Manchester City Council Bill [ Lords] and Bournemouth Borough Council Bill [ Lords]
Oral Answers to Questions — Communities and Local Government
Geoffrey Clifton-Brown (Shadow Minister, International Development; Cotswold, Conservative)
My hon. Friend usefully draws attention to that paragraph, but somewhere else the report notes that competition is one of the causes of complaint. On the whole, the number of complaints in any local authority area is fairly low, so it seems to me that every sponsor of such a Bill—Tony Lloyd has spoken in support of his Bill—has to make a crystal-clear case as to why their Bill should be revived.
Like the Government, the Opposition have no particular view officially about whether the Bills should be revived. I have no problem if they are revived; if the House in its wisdom votes in favour of their revival and they go into Committee, I have no problem with that. Even if they go through Committee, pass their other stages and are enacted I shall have no problem with it. However, when we discussed the matter on
As to whether the Bills should be revived, I was delighted to hear from the Minister at the Dispatch Box that we shall have new guidance from his Department when it has taken evidence. That is really important. Evidence is the key to the whole matter. I repeat even more strongly that it is up to each local authority area that brings forward a Bill to produce evidence of why it needs those powers. All too often in this country—in this place, if nowhere else—we tend to rush into legislation because there is a perceived problem. There may indeed be a small actual problem, but one has to consider whether it is sufficient to warrant a change in legislation.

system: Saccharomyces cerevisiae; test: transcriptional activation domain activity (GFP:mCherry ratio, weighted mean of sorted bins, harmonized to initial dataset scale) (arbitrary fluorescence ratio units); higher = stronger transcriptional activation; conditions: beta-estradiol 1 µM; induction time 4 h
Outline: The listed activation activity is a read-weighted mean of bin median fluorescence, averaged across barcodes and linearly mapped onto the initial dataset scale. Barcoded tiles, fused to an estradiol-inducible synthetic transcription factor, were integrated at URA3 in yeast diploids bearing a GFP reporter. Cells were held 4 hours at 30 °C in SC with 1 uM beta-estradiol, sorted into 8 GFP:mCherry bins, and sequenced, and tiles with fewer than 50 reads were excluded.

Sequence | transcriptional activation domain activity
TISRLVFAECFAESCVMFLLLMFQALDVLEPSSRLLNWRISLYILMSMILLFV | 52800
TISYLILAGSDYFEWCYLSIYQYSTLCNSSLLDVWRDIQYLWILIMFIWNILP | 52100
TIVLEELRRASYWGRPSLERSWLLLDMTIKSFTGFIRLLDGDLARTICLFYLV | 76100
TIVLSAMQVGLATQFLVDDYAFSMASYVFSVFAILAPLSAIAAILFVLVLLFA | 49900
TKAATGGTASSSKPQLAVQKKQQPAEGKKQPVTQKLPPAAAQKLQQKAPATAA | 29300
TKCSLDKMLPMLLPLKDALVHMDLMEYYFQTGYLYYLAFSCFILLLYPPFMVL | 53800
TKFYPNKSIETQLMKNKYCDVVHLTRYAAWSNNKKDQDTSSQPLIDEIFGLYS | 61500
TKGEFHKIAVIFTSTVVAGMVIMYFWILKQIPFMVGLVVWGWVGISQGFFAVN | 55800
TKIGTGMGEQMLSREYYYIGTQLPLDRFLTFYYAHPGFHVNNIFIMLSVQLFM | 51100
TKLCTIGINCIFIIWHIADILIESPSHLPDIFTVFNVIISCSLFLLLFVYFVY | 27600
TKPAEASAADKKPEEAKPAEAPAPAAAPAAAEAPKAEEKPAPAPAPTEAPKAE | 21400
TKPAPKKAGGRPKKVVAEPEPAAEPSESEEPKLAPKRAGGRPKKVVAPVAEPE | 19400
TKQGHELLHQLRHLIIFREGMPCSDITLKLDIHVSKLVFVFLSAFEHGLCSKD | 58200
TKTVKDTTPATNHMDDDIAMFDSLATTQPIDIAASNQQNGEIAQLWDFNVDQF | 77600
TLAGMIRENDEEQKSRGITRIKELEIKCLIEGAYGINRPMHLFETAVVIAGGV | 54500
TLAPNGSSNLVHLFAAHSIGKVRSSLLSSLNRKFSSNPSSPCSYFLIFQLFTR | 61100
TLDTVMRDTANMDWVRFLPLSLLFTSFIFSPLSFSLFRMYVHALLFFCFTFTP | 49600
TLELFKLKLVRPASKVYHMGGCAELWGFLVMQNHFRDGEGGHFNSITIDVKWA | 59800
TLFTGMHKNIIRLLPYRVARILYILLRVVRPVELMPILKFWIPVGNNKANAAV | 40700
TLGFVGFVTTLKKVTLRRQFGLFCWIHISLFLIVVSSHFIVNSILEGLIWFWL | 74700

There is no doubt that a change in legislation would make the act of peddling a very different craft—if we can call it that—from what it is at present, so I was pleased to hear that the Government have embarked on gathering evidence from any interested party. Once they have the evidence they will produce guidance, which will run along some of the useful lines to which the Durham report alludes.
We need better methods of enforcement and of issuing certificates. The certificates need to be clear; they need to include a photograph and to be held on a national database. They should be enforceable across the country, so that a pedlar moving from Manchester to Canterbury to Bournemouth can be apprehended and prosecuted if he is misbehaving. We want clear laws that are easily interpreted and operated, so I was delighted to hear about the guidance.
I was delighted to hear that the whole licensing regime will be considered. At present, the local police force issues the licence—or in fact, it may not be the local police force, as the hon. Member for Manchester, Central said. That police force would be relying only on Criminal Records Bureau information, not even local knowledge of the person and whether they are a true and fit person to hold such a certificate. We need to tighten up that procedure.